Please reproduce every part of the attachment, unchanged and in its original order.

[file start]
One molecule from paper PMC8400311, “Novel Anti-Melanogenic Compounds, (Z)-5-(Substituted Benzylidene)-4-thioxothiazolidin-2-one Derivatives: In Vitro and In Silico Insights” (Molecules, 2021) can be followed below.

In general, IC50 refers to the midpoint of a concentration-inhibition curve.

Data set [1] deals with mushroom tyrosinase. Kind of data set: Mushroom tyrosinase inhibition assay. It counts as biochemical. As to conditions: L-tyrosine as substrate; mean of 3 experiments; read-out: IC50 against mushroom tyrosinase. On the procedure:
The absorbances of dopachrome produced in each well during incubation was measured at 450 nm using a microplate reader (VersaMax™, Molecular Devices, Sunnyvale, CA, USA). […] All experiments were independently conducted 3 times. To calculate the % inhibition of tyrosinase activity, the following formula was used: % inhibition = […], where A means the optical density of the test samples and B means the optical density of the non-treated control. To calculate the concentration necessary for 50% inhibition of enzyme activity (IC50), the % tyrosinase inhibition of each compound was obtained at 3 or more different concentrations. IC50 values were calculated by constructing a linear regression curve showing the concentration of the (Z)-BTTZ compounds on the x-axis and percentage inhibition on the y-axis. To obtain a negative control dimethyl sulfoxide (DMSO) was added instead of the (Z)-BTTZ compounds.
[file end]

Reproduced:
One molecule from paper PMC8400311, “Novel Anti-Melanogenic Compounds, (Z)-5-(Substituted Benzylidene)-4-thioxothiazolidin-2-one Derivatives: In Vitro and In Silico Insights” (Molecules, 2021) can be followed below.

In general, IC50 refers to the midpoint of a concentration-inhibition curve.

Data set [1] deals with mushroom tyrosinase. Kind of data set: Mushroom tyrosinase inhibition assay. It counts as biochemical. As to conditions: L-tyrosine as substrate; mean of 3 experiments; read-out: IC50 against mushroom tyrosinase. On the procedure:
The absorbances of dopachrome produced in each well during incubation was measured at 450 nm using a microplate reader (VersaMax™, Molecular Devices, Sunnyvale, CA, USA). […] All experiments were independently conducted 3 times. To calculate the % inhibition of tyrosinase activity, the following formula was used: % inhibition = […], where A means the optical density of the test samples and B means the optical density of the non-treated control. To calculate the concentration necessary for 50% inhibition of enzyme activity (IC50), the % tyrosinase inhibition of each compound was obtained at 3 or more different concentrations. IC50 values were calculated by constructing a linear regression curve showing the concentration of the (Z)-BTTZ compounds on the x-axis and percentage inhibition on the y-axis. To obtain a negative control dimethyl sulfoxide (DMSO) was added instead of the (Z)-BTTZ compounds.